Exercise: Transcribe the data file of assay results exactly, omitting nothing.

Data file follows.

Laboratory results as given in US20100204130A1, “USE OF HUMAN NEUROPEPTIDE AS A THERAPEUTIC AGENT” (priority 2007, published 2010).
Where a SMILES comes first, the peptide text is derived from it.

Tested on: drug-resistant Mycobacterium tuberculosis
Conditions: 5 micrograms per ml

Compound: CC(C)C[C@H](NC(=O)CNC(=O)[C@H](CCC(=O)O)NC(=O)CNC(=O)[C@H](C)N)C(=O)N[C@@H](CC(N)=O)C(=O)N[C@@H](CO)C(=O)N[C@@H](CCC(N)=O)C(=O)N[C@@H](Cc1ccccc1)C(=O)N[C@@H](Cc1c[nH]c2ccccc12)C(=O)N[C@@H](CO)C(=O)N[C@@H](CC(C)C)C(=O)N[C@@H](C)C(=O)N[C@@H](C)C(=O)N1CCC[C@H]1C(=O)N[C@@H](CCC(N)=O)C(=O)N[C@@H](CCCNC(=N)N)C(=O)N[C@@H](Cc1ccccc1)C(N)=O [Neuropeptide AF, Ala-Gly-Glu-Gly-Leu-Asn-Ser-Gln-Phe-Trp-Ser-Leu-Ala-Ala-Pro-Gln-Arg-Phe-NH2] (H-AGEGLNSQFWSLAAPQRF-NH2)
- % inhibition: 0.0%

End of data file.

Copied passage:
Laboratory results as given in US20100204130A1, “USE OF HUMAN NEUROPEPTIDE AS A THERAPEUTIC AGENT” (priority 2007, published 2010).
Where a SMILES comes first, the peptide text is derived from it.

Tested on: drug-resistant Mycobacterium tuberculosis
Conditions: 5 micrograms per ml

Compound: CC(C)C[C@H](NC(=O)CNC(=O)[C@H](CCC(=O)O)NC(=O)CNC(=O)[C@H](C)N)C(=O)N[C@@H](CC(N)=O)C(=O)N[C@@H](CO)C(=O)N[C@@H](CCC(N)=O)C(=O)N[C@@H](Cc1ccccc1)C(=O)N[C@@H](Cc1c[nH]c2ccccc12)C(=O)N[C@@H](CO)C(=O)N[C@@H](CC(C)C)C(=O)N[C@@H](C)C(=O)N[C@@H](C)C(=O)N1CCC[C@H]1C(=O)N[C@@H](CCC(N)=O)C(=O)N[C@@H](CCCNC(=N)N)C(=O)N[C@@H](Cc1ccccc1)C(N)=O [Neuropeptide AF, Ala-Gly-Glu-Gly-Leu-Asn-Ser-Gln-Phe-Trp-Ser-Leu-Ala-Ala-Pro-Gln-Arg-Phe-NH2] (H-AGEGLNSQFWSLAAPQRF-NH2)
- % inhibition: 0.0%